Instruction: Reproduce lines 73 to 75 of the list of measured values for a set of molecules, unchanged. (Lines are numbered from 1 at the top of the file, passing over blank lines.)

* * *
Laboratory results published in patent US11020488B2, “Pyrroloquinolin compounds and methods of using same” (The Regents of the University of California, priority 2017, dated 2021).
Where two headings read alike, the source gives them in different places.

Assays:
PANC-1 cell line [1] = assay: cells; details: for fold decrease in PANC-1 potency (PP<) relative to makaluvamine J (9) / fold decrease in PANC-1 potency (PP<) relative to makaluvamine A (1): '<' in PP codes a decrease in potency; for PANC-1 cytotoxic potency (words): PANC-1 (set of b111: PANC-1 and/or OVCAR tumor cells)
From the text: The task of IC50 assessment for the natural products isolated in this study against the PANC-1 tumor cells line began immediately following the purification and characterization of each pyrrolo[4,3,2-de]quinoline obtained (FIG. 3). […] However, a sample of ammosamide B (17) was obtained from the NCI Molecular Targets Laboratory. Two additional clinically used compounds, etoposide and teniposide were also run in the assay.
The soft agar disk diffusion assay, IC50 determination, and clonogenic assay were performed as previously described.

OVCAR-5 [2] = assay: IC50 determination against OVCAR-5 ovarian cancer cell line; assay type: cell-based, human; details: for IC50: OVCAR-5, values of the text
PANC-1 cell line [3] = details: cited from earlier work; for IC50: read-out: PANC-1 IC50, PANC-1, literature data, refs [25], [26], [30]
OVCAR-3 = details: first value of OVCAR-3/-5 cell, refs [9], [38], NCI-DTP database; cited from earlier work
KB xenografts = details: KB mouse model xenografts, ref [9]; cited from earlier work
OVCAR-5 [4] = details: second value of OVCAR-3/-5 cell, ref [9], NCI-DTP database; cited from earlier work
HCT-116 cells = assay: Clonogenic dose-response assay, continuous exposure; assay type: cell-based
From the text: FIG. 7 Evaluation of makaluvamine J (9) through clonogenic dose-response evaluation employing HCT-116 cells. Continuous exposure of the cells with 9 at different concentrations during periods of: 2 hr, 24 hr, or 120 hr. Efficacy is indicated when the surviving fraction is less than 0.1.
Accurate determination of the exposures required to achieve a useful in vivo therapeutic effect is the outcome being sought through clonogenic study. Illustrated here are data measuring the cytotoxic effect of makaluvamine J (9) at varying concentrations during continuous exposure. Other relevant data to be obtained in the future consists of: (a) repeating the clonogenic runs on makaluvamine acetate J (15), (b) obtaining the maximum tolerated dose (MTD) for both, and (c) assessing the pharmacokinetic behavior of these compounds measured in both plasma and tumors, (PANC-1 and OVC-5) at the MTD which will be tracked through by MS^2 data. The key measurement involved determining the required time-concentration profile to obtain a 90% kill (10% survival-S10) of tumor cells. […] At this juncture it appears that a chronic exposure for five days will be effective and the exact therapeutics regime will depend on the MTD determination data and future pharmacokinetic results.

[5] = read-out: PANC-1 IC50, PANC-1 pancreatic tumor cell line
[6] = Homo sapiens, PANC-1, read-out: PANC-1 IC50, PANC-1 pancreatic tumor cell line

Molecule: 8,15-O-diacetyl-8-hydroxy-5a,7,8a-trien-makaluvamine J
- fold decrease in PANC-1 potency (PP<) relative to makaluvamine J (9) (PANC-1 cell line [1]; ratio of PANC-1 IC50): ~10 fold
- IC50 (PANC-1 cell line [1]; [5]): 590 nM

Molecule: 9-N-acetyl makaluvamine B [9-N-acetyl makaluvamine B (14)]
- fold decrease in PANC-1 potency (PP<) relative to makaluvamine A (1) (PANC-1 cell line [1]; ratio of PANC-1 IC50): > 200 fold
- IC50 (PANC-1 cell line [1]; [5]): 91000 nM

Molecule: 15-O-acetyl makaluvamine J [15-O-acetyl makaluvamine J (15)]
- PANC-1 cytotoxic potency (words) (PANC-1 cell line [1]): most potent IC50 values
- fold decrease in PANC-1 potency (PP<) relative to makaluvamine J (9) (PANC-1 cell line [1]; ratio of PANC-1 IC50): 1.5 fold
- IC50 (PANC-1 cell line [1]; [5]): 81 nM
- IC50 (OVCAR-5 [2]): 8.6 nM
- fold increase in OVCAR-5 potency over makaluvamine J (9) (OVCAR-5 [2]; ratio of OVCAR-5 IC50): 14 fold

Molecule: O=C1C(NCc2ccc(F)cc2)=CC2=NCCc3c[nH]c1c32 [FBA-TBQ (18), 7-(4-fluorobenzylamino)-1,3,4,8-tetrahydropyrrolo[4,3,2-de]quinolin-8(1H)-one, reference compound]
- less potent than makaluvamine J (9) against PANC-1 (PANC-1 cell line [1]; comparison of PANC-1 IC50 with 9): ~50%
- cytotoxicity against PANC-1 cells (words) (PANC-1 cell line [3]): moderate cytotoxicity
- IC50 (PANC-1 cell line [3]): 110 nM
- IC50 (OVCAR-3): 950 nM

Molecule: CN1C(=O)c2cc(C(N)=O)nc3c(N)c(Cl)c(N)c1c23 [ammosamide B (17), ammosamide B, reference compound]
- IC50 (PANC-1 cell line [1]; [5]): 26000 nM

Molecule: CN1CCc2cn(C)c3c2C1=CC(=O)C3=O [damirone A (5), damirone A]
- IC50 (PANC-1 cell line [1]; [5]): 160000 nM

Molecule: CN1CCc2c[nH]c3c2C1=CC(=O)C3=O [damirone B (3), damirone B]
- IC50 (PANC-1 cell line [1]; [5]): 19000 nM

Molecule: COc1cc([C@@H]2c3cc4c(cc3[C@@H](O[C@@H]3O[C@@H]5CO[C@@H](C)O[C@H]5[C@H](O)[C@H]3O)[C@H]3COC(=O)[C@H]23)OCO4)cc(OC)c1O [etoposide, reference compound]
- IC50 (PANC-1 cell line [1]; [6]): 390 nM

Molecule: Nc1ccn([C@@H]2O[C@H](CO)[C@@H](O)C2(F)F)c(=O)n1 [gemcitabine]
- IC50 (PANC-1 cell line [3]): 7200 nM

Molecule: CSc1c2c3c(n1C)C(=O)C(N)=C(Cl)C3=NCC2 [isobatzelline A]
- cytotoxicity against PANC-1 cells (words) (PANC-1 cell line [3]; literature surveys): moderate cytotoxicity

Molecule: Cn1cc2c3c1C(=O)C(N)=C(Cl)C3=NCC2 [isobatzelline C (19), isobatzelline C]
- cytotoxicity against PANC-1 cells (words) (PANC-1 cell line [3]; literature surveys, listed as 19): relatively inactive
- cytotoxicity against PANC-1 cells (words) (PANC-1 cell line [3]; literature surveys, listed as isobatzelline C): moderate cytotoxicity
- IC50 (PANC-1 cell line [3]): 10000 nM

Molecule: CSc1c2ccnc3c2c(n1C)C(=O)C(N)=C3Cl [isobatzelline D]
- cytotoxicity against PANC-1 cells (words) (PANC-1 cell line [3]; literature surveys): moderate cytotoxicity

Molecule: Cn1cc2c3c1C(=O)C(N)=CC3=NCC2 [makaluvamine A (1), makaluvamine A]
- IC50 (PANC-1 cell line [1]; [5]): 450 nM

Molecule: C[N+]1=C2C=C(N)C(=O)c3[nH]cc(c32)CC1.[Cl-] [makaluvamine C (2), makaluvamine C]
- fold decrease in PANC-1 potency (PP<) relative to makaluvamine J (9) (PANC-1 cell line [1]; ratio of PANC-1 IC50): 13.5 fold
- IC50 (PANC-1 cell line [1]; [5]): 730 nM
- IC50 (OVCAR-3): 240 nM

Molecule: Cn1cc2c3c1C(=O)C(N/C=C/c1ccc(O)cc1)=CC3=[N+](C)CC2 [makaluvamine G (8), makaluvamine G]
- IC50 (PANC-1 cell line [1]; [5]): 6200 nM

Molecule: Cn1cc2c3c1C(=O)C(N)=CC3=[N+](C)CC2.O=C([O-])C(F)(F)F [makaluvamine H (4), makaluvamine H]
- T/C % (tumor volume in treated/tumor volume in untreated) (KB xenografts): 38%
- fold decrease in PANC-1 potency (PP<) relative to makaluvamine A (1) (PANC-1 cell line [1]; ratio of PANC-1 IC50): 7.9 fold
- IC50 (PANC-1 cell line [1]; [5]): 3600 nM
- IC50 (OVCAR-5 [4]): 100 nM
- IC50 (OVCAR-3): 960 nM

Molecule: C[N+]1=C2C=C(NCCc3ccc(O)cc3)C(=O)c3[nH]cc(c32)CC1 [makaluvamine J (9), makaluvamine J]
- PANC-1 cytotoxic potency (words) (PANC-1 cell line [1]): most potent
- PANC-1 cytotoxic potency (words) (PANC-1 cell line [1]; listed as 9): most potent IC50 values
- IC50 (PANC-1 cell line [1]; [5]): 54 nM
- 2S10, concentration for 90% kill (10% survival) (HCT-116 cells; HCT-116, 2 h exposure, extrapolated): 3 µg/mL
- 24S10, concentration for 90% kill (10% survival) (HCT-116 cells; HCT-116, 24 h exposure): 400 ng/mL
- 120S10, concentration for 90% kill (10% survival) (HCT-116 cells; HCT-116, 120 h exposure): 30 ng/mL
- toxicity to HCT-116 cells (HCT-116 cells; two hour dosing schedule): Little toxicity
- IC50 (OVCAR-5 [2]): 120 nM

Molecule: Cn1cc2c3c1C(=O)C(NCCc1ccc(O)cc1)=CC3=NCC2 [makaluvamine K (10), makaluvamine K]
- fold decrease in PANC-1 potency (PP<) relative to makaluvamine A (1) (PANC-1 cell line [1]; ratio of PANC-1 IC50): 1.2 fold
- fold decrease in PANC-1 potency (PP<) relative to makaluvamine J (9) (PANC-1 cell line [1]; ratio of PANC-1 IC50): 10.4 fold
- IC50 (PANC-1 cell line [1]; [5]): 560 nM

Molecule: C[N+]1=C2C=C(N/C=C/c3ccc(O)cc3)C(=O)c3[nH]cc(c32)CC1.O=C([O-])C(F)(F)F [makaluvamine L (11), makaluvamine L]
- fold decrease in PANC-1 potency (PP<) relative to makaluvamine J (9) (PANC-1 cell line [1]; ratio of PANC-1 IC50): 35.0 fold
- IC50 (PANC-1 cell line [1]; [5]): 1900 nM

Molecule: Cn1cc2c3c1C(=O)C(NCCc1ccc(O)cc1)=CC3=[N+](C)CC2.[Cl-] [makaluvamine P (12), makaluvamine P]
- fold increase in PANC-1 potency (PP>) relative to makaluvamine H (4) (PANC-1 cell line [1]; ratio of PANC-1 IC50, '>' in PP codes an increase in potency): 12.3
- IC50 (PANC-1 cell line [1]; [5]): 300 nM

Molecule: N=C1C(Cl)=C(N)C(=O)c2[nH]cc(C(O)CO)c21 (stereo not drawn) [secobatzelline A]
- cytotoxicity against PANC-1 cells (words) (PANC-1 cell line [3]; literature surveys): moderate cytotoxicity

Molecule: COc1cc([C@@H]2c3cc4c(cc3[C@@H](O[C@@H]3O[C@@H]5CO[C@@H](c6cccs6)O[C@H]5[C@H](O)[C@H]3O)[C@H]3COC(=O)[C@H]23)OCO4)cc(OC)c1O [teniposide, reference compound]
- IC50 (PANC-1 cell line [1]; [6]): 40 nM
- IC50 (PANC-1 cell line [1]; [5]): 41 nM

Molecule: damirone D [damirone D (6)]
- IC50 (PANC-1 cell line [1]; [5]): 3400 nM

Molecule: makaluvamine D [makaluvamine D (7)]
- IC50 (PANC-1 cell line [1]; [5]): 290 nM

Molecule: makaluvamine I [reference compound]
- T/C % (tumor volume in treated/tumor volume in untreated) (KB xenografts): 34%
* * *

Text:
- toxicity to HCT-116 cells (HCT-116 cells; two hour dosing schedule): Little toxicity
- IC50 (OVCAR-5 [2]): 120 nM

Molecule: Cn1cc2c3c1C(=O)C(NCCc1ccc(O)cc1)=CC3=NCC2 [makaluvamine K (10), makaluvamine K]